124Ubq
-

Ubq

(?)
General properties
Name, symbol, number unbiquadium, Ubq, 124
Pronunciation
Element category superactinide
Group, period, block n/a, 8, g
Standard atomic weight unknown
Electron configuration [Uuo] 6f3 8s2 8p1
(predicted)[1]
2, 8, 18, 32, 32, 21, 8, 3
(predicted)
Physical properties
unknown
Atomic properties
unknown
Oxidation states 6 (predicted)[2]
History
Naming IUPAC systematic element name

Unbiquadium , also known as eka-uranium or element 124, is the temporary name of a hypothetical element in the periodic table that has the temporary symbol Ubq and atomic number 124.

In 2008, a team at GANIL, France, published results indicating that nuclei of unbiquadium had been produced at very high excitation energy, which underwent fission with measurable lifetimes. This result suggests a strong stabilizing effect at Z=124 and points to the next proton shell at Z>120, not at Z=114 as previously thought.

Scientists at GANIL attempted to measure the direct and delayed fission of compound nuclei of elements with Z=114, 120, and 124 in order to probe shell effects in this region and to pinpoint the next spherical proton shell. This is because having complete nuclear shells (or, equivalently, having a magic number of protons or neutrons) would confer more stability on the nuclei of such superheavy elements, thus moving closer to the island of stability. In 2006, with full results published in 2008, the team provided results from a reaction involving the bombardment of a natural germanium target with uranium ions:

$\,^{238}_{92}\mathrm{U} + \,^{nat}_{32}\mathrm{Ge} \to \,^{308,310,311,312,314}\mathrm{Ubq} ^{*} \to \ fission.$

The team reported that they had been able to identify compound nuclei fissioning with half-lives > 10−18 s. A compound nucleus is a loose combination of nucleons that have not arranged themselves into nuclear shells yet.[3] It has no internal structure and is held together for its brief existence only by the forces generated during the collision between the target and projectile nuclei. It is estimated that it requires around 10−14 s for the nucleons to arrange themselves into nuclear shells,[3] at which point the compound nucleus becomes an nuclide, and this number is used by IUPAC[4] as the minimum half-life a claimed isotope must have to potentially be recognised as being discovered. Thus, the GANIL experiments do not count as a discovery of element 124.[3] Although a half-life of just over 10−18 seconds is very short, the ability to measure such decays indicated a strong shell effect at Z=124. A similar phenomenon was found for Z=120 but not for flerovium (Z=114).[5]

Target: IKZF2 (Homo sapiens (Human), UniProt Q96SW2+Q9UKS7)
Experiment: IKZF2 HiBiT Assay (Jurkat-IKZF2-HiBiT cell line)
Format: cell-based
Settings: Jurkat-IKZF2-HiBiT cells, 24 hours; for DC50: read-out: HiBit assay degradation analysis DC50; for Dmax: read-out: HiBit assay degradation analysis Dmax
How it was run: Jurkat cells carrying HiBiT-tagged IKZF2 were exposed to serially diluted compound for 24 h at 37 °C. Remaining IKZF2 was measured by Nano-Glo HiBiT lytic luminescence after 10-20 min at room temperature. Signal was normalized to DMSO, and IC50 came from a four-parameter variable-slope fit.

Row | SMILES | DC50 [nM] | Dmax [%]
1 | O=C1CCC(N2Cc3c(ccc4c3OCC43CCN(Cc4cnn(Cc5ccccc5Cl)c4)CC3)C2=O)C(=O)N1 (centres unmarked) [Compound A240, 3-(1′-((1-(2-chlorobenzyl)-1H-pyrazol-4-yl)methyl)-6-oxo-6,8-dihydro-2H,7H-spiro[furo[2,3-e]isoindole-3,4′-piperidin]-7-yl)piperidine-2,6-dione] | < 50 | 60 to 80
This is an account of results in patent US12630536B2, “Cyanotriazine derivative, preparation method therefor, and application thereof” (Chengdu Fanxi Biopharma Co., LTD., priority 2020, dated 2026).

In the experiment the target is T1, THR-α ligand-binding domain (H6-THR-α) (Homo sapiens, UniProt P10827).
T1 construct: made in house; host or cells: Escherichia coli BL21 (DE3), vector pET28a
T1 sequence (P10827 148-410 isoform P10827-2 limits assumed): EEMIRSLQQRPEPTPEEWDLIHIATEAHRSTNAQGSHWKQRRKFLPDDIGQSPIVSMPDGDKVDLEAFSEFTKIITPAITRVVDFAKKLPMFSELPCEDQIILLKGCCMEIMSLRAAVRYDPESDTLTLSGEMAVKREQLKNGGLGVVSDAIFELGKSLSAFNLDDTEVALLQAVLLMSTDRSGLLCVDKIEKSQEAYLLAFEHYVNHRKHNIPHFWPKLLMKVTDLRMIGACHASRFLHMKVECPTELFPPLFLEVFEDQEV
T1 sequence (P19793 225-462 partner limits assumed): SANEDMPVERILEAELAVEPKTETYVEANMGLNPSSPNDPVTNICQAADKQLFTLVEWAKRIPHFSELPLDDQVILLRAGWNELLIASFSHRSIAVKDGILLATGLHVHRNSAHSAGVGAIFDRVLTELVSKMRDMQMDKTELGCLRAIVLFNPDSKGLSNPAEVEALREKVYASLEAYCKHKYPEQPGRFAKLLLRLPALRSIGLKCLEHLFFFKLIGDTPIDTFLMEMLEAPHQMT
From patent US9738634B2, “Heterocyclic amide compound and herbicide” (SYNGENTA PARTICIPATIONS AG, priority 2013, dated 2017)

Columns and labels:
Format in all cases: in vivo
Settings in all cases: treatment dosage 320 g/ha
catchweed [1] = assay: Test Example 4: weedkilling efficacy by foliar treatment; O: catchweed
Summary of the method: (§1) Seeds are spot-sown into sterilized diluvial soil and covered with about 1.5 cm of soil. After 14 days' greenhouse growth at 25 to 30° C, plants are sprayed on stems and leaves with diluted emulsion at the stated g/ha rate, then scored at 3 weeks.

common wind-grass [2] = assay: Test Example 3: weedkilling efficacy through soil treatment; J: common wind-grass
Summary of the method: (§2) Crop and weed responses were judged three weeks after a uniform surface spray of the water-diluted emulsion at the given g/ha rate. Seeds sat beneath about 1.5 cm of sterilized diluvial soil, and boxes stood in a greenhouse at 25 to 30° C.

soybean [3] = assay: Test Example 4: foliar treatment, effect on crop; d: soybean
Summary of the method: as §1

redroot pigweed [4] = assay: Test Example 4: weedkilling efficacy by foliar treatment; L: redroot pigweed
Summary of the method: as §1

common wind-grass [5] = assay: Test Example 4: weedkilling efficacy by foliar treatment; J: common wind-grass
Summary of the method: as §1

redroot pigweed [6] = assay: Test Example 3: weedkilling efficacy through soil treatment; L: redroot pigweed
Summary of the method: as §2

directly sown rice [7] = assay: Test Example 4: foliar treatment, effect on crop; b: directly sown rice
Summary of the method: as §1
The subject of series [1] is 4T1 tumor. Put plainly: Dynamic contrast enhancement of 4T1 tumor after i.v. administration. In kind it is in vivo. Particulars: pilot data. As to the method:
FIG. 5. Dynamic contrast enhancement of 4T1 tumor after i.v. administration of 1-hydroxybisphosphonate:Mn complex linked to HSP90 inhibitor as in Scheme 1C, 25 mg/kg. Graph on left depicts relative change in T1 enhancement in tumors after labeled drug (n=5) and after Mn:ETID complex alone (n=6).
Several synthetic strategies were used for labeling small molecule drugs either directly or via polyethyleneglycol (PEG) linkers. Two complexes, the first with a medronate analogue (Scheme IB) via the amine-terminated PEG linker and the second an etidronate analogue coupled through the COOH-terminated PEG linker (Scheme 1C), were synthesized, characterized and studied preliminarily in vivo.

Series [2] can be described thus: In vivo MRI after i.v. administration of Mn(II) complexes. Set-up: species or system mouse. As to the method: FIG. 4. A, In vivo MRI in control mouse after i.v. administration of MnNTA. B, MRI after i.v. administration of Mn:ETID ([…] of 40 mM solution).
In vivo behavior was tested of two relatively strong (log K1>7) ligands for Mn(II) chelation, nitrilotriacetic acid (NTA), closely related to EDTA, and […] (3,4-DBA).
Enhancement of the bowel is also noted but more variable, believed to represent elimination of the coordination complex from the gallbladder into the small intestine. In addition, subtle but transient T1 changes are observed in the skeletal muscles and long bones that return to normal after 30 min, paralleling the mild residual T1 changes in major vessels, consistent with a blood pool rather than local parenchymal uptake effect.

## Name

The name unbiquadium is an IUPAC systematic element name, the temporary name and symbol assigned to newly synthesized and not-yet-synthesized chemical elements. A transuranic element receives a permanent name and symbol only after its synthesis has been confirmed. Transuranic elements beyond californium are always artificially produced, and usually end up being named for a scientist or the location of a laboratory that does work in atomic physics.

## References

1. ^ Haire, Richard G. (2006). "Transactinides and the future elements". In Morss; Edelstein, Norman M.; Fuger, Jean. The Chemistry of the Actinide and Transactinide Elements (3rd ed.). Dordrecht, The Netherlands: Springer Science+Business Media. ISBN 1-4020-3555-1.
2. ^ Pyykkö, Pekka (2011). "A suggested periodic table up to Z≤ 172, based on Dirac–Fock calculations on atoms and ions". Physical Chemistry Chemical Physics 13 (1): 161–8. Bibcode:2011PCCP...13..161P. doi:10.1039/c0cp01575j. PMID 20967377.
3. ^ a b c Emsley, John (2011). Nature's Building Blocks: An A-Z Guide to the Elements (New ed.). New York, NY: Oxford University Press. p. 590. ISBN 978-0-19-960563-7.
4. ^ http://science.howstuffworks.com/periodic-table5.htm
5. ^ Morjean, M.; Charvet, J.L.; Chbihi, A.; Chevallier, M.; Cohen, C.; Dauvergne, D.; Dayras, R.; Drouart, A.; Frankland, J.D.; Jacquet, D.; Kirsch,, R.; Laget, M.; Lautesse, P.; L'Hoir, A.; Marchix, A.; Nalpas, L.; Parlog, M.; Ray, C.; Schmitt, C.; Stodel, C.; Tassan-Got, L.; Volant, C. (February 5, 2007). Direct experimental evidence for very long fission times of super-heavy elements. Retrieved January 27, 2013.
Legend
 Alkali metal Alkaline earth metal Super­actinide Eka-​super­actinide Lan­thanide Actinide Transition metal Other metal Metalloid Polyatomic nonmetal Diatomic nonmetal Noble gas predicted predicted predicted predicted predicted predicted predicted predicted predicted predicted